• Did they recognize that the modification they attempted required engineering skills to accomplish?
  • Could they be expected to know this?
  • Did they ask an engineer for assistance?

Engineering Responsibilities

what could the engineer have done differently
What could the engineer have done differently?
  • Agree to review the riggers’ plans?
  • Allowed riggers to remove antenna baskets?
  • Offer to design a better extension boom?
  • Decline to review the plans, but suggest to the riggers that they should hire an engineer to review their plans?

Engineering Responsibilities

three models of professional responsibility
Three models of professional responsibility
  • Minimalist or Malpractice model
  • Reasonable Care model
  • Good Works or Supererogation model

Engineering Responsibilities

minimalist or malpractice model of responsibility
Minimalist or Malpractice model of responsibility:
  • Engineers have a duty only to adhere to accepted standards of practice, fulfill only basic duties prescribed by terms of employment.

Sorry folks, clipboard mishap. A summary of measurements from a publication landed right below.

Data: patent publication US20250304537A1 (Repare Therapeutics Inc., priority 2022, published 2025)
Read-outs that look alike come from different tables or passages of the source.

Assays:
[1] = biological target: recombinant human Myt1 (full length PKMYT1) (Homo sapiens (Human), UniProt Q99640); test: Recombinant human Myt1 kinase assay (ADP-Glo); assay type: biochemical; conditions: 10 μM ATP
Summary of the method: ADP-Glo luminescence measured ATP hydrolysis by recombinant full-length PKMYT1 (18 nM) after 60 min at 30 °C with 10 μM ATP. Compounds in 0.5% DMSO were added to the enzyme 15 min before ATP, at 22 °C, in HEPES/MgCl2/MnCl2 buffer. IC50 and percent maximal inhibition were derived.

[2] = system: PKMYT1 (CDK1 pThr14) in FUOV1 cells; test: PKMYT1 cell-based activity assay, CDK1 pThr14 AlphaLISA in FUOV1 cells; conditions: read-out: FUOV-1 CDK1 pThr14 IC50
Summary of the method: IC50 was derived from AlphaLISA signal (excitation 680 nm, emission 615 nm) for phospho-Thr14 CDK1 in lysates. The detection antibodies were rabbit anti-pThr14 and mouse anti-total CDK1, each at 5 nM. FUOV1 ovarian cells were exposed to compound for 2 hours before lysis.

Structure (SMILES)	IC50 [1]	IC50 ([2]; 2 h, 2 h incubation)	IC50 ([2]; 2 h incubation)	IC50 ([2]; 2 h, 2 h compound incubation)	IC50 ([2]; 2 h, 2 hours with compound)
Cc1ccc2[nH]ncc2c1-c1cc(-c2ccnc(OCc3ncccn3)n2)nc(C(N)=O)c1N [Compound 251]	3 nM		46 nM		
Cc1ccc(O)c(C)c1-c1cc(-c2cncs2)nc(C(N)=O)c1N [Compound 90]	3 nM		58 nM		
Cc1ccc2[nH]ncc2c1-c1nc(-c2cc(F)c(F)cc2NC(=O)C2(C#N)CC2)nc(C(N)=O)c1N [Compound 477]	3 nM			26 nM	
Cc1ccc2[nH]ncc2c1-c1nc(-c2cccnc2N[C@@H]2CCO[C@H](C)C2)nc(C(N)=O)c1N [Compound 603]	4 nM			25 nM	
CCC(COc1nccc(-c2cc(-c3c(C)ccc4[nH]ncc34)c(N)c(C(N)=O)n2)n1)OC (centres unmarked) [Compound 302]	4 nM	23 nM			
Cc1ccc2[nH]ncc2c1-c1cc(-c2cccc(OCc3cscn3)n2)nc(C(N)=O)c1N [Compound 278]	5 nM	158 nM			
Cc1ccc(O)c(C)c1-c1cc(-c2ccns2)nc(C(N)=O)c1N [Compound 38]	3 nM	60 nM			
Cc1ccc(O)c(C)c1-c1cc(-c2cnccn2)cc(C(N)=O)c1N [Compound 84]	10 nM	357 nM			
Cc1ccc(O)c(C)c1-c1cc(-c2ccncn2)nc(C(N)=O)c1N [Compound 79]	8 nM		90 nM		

• Those who would follow this model might be most concerned with not doing anything “wrong”.

Engineering Responsibilities

reasonable care model of responsibility
Reasonable Caremodel of responsibility:
  • Adhere to accepted standards of practice, and...
  • Take reasonable care to ensure that mistakes are prevented and the public welfare is protected
  • Exercise and apply skill, ability and judgement reasonably and without neglect
    • keep abreast of evolving changes in knowledge and practice
    • recognize when minimal standards of practice might not be sufficient to prevent a harm, and take additional actions to prevent such a harm in those cases

Engineering Responsibilities

characteristics of the reasonable care model
Characteristics of theReasonable Care model
  • Concern for preventing harm, rather than trying to prevent causing harm
  • Oriented towards the future, toward avoiding problems and protecting the public
  • Attitude of concern or caring about public, client, environment...

Engineering Responsibilities

good works supererogation model of responsibility
Good Works (Supererogation) model of responsibility:
  • “...above and beyond the call of duty.”
  • Example: A consulting engineer offers to design a parking lot for her church at her cost, with no charge for her time.